June 16th, 2012, 03:07 AM #1
"Arab Autumn": As Egypt Goes, So Does the Revolution?
Damned in Paradise? Islamicism and the Arab Brotherhood? Or, the return of Mubarik's last lieutenant? The return of Military rule to impliment it?
Today Friday, in anticipation of this weekend's Elections, the High Court abolished the Parliament controled by the Muslim Brotherhood.
Who would be behind a rigged election returning the Military and Mubarik's last Prime Minister to power?
America and the CiA? Isreal and Mossad? France and the Deuzieme Bureau....MI-5 ? All of the foregoing with interest in not allowing an Islamicist State to form in the biggest and arguably the most import of the Arab Spring states?
Does the Egyptian military really need all the support when the stakes are so high and the imposing of Moslim Law is in the offing?
SEE>>>msnbc.com Video Player
Which brings us back to the naive notion that overthrowing a despotic government means a "democratic" Gov't is the blessing of Liberty, when history has shown that "democratic" Gov'ts are often another ruse for a populist and despotic regime--sometimes worse than what it replaced.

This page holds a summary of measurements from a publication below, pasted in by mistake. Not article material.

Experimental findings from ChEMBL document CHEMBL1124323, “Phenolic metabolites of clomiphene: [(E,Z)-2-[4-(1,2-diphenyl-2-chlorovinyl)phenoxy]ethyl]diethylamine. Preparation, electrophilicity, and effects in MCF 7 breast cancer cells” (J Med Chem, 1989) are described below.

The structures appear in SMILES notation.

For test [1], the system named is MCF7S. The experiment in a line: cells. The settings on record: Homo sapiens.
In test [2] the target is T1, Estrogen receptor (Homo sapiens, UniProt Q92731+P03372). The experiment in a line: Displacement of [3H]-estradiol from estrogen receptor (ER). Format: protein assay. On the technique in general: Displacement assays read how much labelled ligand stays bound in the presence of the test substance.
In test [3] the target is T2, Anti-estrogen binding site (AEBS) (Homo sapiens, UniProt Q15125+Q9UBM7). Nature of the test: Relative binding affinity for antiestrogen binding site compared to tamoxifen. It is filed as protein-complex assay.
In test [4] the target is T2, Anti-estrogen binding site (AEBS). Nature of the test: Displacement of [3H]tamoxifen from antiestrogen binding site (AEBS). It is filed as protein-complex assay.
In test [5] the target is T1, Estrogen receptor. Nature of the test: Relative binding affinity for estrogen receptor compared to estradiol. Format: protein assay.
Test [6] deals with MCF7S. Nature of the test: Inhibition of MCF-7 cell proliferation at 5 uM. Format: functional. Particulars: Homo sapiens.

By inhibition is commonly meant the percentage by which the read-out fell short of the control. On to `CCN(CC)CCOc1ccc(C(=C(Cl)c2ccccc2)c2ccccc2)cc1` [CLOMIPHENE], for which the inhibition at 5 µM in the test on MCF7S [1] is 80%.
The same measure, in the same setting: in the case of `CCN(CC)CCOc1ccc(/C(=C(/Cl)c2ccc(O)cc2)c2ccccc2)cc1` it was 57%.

Remember how the "Protector" Oliver Cromwell "saved" Parliament from the despotism of Catholic King Charles--only to impose a Protestant dictatorship that was even more despotic.
Read Robert Kaplan about how a "hybrid" Government in most of the World is more desireable that could develop the economy and political infrastructure to the point where something vauguely resembling a mixed Gov't--with little illusion of a multi-party State.